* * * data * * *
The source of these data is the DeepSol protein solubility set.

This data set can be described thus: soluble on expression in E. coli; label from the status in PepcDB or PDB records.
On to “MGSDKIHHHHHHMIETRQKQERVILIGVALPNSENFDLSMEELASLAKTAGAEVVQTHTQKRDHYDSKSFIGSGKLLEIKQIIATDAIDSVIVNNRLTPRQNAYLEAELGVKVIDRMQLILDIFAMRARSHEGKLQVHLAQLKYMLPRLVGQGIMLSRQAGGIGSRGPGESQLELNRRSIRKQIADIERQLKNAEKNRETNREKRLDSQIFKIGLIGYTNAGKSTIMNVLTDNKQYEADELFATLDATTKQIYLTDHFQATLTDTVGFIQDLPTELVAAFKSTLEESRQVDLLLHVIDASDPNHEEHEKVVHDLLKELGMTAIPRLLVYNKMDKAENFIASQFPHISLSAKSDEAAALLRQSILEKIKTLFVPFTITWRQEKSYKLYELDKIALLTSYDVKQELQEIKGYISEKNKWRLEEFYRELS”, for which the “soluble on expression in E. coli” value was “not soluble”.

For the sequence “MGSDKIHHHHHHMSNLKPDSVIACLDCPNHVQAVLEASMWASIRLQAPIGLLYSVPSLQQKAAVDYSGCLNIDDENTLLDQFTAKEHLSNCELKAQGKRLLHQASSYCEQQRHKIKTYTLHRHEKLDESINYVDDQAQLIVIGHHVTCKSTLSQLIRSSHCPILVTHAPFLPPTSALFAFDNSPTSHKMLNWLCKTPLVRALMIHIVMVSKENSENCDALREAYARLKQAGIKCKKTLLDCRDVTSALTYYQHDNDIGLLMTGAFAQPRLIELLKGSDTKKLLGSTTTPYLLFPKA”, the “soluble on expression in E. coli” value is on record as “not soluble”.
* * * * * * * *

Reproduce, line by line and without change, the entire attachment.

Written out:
The source of these data is the DeepSol protein solubility set.

This data set can be described thus: soluble on expression in E. coli; label from the status in PepcDB or PDB records.
On to “MGSDKIHHHHHHMIETRQKQERVILIGVALPNSENFDLSMEELASLAKTAGAEVVQTHTQKRDHYDSKSFIGSGKLLEIKQIIATDAIDSVIVNNRLTPRQNAYLEAELGVKVIDRMQLILDIFAMRARSHEGKLQVHLAQLKYMLPRLVGQGIMLSRQAGGIGSRGPGESQLELNRRSIRKQIADIERQLKNAEKNRETNREKRLDSQIFKIGLIGYTNAGKSTIMNVLTDNKQYEADELFATLDATTKQIYLTDHFQATLTDTVGFIQDLPTELVAAFKSTLEESRQVDLLLHVIDASDPNHEEHEKVVHDLLKELGMTAIPRLLVYNKMDKAENFIASQFPHISLSAKSDEAAALLRQSILEKIKTLFVPFTITWRQEKSYKLYELDKIALLTSYDVKQELQEIKGYISEKNKWRLEEFYRELS”, for which the “soluble on expression in E. coli” value was “not soluble”.

For the sequence “MGSDKIHHHHHHMSNLKPDSVIACLDCPNHVQAVLEASMWASIRLQAPIGLLYSVPSLQQKAAVDYSGCLNIDDENTLLDQFTAKEHLSNCELKAQGKRLLHQASSYCEQQRHKIKTYTLHRHEKLDESINYVDDQAQLIVIGHHVTCKSTLSQLIRSSHCPILVTHAPFLPPTSALFAFDNSPTSHKMLNWLCKTPLVRALMIHIVMVSKENSENCDALREAYARLKQAGIKCKKTLLDCRDVTSALTYYQHDNDIGLLMTGAFAQPRLIELLKGSDTKKLLGSTTTPYLLFPKA”, the “soluble on expression in E. coli” value is on record as “not soluble”.